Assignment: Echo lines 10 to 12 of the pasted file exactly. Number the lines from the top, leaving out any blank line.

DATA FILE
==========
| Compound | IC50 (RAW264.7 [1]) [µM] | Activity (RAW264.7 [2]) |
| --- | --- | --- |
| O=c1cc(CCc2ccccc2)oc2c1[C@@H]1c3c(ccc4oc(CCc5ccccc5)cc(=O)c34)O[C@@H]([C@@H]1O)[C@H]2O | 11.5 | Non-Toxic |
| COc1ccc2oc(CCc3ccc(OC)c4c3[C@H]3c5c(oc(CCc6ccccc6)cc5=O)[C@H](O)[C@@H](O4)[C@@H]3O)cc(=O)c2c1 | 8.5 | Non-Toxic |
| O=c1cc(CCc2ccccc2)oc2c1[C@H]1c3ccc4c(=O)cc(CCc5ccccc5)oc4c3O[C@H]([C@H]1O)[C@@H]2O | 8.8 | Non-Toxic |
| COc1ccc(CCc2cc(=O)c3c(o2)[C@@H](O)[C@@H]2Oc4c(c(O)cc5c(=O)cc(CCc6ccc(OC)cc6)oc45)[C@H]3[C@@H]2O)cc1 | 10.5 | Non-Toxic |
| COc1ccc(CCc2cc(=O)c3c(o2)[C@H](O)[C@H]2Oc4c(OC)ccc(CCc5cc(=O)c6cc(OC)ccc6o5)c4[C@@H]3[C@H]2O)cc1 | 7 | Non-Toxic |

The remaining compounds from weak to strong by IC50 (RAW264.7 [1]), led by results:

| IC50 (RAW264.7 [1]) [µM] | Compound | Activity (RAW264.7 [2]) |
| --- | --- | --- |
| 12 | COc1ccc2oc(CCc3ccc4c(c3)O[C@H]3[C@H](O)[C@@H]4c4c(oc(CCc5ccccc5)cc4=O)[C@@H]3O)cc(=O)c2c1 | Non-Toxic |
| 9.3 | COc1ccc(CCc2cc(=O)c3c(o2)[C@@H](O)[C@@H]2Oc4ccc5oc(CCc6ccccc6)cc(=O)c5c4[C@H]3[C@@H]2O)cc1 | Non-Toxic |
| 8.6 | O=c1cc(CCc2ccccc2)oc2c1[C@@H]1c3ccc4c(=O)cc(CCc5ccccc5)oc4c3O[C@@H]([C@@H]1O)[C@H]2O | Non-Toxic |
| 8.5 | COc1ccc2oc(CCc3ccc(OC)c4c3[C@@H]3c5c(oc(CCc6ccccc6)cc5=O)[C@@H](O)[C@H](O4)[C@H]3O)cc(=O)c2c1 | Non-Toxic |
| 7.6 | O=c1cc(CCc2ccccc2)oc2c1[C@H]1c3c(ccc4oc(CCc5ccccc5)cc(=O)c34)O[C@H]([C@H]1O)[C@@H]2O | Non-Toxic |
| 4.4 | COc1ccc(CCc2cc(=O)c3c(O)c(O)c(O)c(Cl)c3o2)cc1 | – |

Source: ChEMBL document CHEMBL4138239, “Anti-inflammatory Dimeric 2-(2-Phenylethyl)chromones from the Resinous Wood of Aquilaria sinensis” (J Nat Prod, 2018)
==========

| --- | --- | --- |
| 12 | COc1ccc2oc(CCc3ccc4c(c3)O[C@H]3[C@H](O)[C@@H]4c4c(oc(CCc5ccccc5)cc4=O)[C@@H]3O)cc(=O)c2c1 | Non-Toxic |
| 9.3 | COc1ccc(CCc2cc(=O)c3c(o2)[C@@H](O)[C@@H]2Oc4ccc5oc(CCc6ccccc6)cc(=O)c5c4[C@H]3[C@@H]2O)cc1 | Non-Toxic |